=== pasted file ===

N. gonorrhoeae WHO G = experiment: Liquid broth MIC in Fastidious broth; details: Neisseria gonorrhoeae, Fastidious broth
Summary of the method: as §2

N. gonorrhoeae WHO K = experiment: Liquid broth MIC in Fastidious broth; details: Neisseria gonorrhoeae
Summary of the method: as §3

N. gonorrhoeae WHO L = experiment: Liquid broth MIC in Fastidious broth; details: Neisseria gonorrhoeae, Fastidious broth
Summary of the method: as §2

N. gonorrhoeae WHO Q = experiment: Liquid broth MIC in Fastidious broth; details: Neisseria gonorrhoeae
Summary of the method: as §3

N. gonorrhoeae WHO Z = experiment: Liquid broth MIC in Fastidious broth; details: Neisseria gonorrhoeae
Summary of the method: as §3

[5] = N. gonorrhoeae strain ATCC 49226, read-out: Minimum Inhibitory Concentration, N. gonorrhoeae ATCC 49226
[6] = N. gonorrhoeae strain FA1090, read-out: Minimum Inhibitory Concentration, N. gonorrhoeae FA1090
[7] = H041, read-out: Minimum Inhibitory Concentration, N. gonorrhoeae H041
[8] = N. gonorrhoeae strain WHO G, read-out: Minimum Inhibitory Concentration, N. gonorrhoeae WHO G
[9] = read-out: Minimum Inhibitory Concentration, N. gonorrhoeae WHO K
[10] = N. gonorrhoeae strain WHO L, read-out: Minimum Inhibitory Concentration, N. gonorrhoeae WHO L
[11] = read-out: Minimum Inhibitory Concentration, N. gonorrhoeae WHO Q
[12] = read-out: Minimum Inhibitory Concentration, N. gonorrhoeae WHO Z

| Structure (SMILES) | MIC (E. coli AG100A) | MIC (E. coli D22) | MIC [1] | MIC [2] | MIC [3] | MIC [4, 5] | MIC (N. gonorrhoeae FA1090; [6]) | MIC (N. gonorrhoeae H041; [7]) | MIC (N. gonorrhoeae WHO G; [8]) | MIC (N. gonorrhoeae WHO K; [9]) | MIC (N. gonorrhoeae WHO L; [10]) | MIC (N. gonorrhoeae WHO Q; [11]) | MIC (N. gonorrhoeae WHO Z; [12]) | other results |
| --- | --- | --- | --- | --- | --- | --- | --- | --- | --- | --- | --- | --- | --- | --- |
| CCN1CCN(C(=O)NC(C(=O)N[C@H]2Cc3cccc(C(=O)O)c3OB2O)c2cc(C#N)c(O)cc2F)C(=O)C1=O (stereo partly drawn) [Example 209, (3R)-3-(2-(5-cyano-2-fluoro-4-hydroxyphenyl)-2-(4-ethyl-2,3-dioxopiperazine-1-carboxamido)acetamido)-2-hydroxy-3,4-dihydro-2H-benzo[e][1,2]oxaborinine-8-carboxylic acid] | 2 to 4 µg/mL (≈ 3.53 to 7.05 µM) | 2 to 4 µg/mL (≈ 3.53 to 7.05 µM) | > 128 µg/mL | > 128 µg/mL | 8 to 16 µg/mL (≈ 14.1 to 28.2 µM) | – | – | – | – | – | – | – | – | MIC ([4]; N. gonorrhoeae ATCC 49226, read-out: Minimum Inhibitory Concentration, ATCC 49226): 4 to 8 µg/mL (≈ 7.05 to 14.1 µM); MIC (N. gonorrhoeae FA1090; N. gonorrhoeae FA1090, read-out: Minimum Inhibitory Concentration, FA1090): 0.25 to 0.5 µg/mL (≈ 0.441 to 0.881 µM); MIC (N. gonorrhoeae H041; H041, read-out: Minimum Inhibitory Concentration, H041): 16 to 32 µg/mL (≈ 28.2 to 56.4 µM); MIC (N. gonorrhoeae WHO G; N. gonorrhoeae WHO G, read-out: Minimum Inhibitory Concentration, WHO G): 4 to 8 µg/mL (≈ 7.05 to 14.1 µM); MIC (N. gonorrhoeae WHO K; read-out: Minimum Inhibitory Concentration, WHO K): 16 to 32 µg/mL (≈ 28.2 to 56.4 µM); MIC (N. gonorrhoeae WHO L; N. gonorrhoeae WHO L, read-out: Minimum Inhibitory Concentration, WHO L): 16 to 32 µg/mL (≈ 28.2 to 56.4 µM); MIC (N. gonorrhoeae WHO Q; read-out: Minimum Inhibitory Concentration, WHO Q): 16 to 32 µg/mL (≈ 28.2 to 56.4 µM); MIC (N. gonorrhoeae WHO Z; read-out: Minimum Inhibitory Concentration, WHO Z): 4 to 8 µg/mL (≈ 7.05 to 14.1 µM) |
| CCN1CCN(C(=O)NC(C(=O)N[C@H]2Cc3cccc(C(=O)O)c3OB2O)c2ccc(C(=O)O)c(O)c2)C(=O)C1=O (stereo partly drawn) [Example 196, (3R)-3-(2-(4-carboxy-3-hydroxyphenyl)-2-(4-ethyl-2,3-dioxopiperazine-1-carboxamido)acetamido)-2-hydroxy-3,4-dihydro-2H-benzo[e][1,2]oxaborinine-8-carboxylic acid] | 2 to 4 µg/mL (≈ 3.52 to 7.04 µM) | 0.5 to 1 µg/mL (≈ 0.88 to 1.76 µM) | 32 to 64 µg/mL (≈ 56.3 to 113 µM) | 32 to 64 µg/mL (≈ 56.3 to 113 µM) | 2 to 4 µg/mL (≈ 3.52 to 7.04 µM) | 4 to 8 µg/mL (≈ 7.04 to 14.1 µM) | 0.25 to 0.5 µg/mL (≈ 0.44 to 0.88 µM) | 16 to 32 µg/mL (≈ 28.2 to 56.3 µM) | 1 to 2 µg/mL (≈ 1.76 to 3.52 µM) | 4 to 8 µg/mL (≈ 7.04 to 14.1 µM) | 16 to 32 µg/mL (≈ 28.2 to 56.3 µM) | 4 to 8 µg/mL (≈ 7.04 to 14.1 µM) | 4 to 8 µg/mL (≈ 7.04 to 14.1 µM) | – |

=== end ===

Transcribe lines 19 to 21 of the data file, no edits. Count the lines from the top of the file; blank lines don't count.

| Structure (SMILES) | MIC (E. coli AG100A) | MIC (E. coli D22) | MIC [1] | MIC [2] | MIC [3] | MIC [4, 5] | MIC (N. gonorrhoeae FA1090; [6]) | MIC (N. gonorrhoeae H041; [7]) | MIC (N. gonorrhoeae WHO G; [8]) | MIC (N. gonorrhoeae WHO K; [9]) | MIC (N. gonorrhoeae WHO L; [10]) | MIC (N. gonorrhoeae WHO Q; [11]) | MIC (N. gonorrhoeae WHO Z; [12]) | other results |
| --- | --- | --- | --- | --- | --- | --- | --- | --- | --- | --- | --- | --- | --- | --- |
| CCN1CCN(C(=O)NC(C(=O)N[C@H]2Cc3cccc(C(=O)O)c3OB2O)c2cc(C#N)c(O)cc2F)C(=O)C1=O (stereo partly drawn) [Example 209, (3R)-3-(2-(5-cyano-2-fluoro-4-hydroxyphenyl)-2-(4-ethyl-2,3-dioxopiperazine-1-carboxamido)acetamido)-2-hydroxy-3,4-dihydro-2H-benzo[e][1,2]oxaborinine-8-carboxylic acid] | 2 to 4 µg/mL (≈ 3.53 to 7.05 µM) | 2 to 4 µg/mL (≈ 3.53 to 7.05 µM) | > 128 µg/mL | > 128 µg/mL | 8 to 16 µg/mL (≈ 14.1 to 28.2 µM) | – | – | – | – | – | – | – | – | MIC ([4]; N. gonorrhoeae ATCC 49226, read-out: Minimum Inhibitory Concentration, ATCC 49226): 4 to 8 µg/mL (≈ 7.05 to 14.1 µM); MIC (N. gonorrhoeae FA1090; N. gonorrhoeae FA1090, read-out: Minimum Inhibitory Concentration, FA1090): 0.25 to 0.5 µg/mL (≈ 0.441 to 0.881 µM); MIC (N. gonorrhoeae H041; H041, read-out: Minimum Inhibitory Concentration, H041): 16 to 32 µg/mL (≈ 28.2 to 56.4 µM); MIC (N. gonorrhoeae WHO G; N. gonorrhoeae WHO G, read-out: Minimum Inhibitory Concentration, WHO G): 4 to 8 µg/mL (≈ 7.05 to 14.1 µM); MIC (N. gonorrhoeae WHO K; read-out: Minimum Inhibitory Concentration, WHO K): 16 to 32 µg/mL (≈ 28.2 to 56.4 µM); MIC (N. gonorrhoeae WHO L; N. gonorrhoeae WHO L, read-out: Minimum Inhibitory Concentration, WHO L): 16 to 32 µg/mL (≈ 28.2 to 56.4 µM); MIC (N. gonorrhoeae WHO Q; read-out: Minimum Inhibitory Concentration, WHO Q): 16 to 32 µg/mL (≈ 28.2 to 56.4 µM); MIC (N. gonorrhoeae WHO Z; read-out: Minimum Inhibitory Concentration, WHO Z): 4 to 8 µg/mL (≈ 7.05 to 14.1 µM) |